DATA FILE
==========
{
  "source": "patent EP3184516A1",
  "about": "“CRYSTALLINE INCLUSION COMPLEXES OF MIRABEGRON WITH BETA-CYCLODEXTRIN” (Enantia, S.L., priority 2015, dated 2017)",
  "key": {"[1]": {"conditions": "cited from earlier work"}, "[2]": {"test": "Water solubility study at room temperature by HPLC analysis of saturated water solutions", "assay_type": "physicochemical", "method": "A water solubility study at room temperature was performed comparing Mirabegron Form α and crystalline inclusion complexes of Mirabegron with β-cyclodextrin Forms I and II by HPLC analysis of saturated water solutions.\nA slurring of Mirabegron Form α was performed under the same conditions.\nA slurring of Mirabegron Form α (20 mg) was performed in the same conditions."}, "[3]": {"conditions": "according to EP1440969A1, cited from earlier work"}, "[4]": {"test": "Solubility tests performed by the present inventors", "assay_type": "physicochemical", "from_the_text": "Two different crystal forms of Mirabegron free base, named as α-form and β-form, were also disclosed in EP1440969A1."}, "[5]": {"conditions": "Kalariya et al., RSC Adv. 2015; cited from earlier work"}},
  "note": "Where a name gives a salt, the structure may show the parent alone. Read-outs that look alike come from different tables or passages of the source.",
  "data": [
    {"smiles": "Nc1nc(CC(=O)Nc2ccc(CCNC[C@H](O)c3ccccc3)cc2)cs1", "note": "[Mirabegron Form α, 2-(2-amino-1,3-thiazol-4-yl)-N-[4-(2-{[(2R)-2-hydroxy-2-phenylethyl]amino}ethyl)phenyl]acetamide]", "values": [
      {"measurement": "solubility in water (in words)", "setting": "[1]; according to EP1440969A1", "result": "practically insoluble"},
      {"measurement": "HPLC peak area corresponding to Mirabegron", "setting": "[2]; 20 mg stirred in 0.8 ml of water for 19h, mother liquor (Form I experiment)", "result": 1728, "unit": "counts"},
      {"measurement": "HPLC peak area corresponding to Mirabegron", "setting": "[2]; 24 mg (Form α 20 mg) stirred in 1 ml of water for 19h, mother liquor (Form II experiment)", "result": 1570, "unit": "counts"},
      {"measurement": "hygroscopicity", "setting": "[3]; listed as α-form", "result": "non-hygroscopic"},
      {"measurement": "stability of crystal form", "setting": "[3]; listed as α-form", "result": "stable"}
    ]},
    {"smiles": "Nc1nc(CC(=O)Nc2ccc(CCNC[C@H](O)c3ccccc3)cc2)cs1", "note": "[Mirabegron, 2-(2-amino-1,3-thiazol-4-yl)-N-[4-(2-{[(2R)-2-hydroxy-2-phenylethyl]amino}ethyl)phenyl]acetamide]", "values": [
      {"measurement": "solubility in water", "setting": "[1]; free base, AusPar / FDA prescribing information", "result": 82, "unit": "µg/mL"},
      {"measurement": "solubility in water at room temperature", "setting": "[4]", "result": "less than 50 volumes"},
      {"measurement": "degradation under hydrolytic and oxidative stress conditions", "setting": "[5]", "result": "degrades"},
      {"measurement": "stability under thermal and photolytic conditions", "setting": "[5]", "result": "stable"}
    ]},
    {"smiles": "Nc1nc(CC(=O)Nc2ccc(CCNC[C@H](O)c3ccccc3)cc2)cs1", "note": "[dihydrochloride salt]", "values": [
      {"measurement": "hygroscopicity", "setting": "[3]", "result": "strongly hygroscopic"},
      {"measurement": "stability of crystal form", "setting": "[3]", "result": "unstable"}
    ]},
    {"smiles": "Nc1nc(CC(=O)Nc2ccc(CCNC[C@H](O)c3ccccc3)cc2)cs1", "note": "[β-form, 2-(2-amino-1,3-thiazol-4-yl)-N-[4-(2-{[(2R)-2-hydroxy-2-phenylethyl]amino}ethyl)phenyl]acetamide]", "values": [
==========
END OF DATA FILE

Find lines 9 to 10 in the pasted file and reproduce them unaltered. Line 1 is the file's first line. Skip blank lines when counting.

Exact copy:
      {"measurement": "HPLC peak area corresponding to Mirabegron", "setting": "[2]; 20 mg stirred in 0.8 ml of water for 19h, mother liquor (Form I experiment)", "result": 1728, "unit": "counts"},
      {"measurement": "HPLC peak area corresponding to Mirabegron", "setting": "[2]; 24 mg (Form α 20 mg) stirred in 1 ml of water for 19h, mother liquor (Form II experiment)", "result": 1570, "unit": "counts"},